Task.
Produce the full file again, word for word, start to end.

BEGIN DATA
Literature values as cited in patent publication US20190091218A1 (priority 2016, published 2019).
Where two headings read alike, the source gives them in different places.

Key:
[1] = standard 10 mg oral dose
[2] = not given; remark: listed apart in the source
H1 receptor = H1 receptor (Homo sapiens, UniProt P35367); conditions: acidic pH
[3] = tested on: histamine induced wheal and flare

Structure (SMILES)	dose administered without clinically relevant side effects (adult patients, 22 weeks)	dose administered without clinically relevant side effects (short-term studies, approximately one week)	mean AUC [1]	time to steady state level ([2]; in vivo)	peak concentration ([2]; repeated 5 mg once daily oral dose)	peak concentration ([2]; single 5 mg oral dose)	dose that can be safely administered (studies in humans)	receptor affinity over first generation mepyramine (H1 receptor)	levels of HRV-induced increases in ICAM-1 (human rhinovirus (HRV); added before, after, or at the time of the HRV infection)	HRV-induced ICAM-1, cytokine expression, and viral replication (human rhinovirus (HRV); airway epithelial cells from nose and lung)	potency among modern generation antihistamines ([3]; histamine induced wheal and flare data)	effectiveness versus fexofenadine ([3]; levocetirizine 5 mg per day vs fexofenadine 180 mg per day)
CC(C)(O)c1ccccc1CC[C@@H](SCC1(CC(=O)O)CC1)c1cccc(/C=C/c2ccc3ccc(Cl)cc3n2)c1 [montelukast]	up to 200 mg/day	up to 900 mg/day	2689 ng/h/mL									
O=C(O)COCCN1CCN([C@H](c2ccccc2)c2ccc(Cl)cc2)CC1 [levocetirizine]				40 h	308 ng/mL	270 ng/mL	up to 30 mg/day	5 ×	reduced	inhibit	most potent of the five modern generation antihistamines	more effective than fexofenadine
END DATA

Literature values as cited in patent publication US20190091218A1 (priority 2016, published 2019).
Where two headings read alike, the source gives them in different places.

Key:
[1] = standard 10 mg oral dose
[2] = not given; remark: listed apart in the source
H1 receptor = H1 receptor (Homo sapiens, UniProt P35367); conditions: acidic pH
[3] = tested on: histamine induced wheal and flare

Structure (SMILES)	dose administered without clinically relevant side effects (adult patients, 22 weeks)	dose administered without clinically relevant side effects (short-term studies, approximately one week)	mean AUC [1]	time to steady state level ([2]; in vivo)	peak concentration ([2]; repeated 5 mg once daily oral dose)	peak concentration ([2]; single 5 mg oral dose)	dose that can be safely administered (studies in humans)	receptor affinity over first generation mepyramine (H1 receptor)	levels of HRV-induced increases in ICAM-1 (human rhinovirus (HRV); added before, after, or at the time of the HRV infection)	HRV-induced ICAM-1, cytokine expression, and viral replication (human rhinovirus (HRV); airway epithelial cells from nose and lung)	potency among modern generation antihistamines ([3]; histamine induced wheal and flare data)	effectiveness versus fexofenadine ([3]; levocetirizine 5 mg per day vs fexofenadine 180 mg per day)
CC(C)(O)c1ccccc1CC[C@@H](SCC1(CC(=O)O)CC1)c1cccc(/C=C/c2ccc3ccc(Cl)cc3n2)c1 [montelukast]	up to 200 mg/day	up to 900 mg/day	2689 ng/h/mL									
O=C(O)COCCN1CCN([C@H](c2ccccc2)c2ccc(Cl)cc2)CC1 [levocetirizine]				40 h	308 ng/mL	270 ng/mL	up to 30 mg/day	5 ×	reduced	inhibit	most potent of the five modern generation antihistamines	more effective than fexofenadine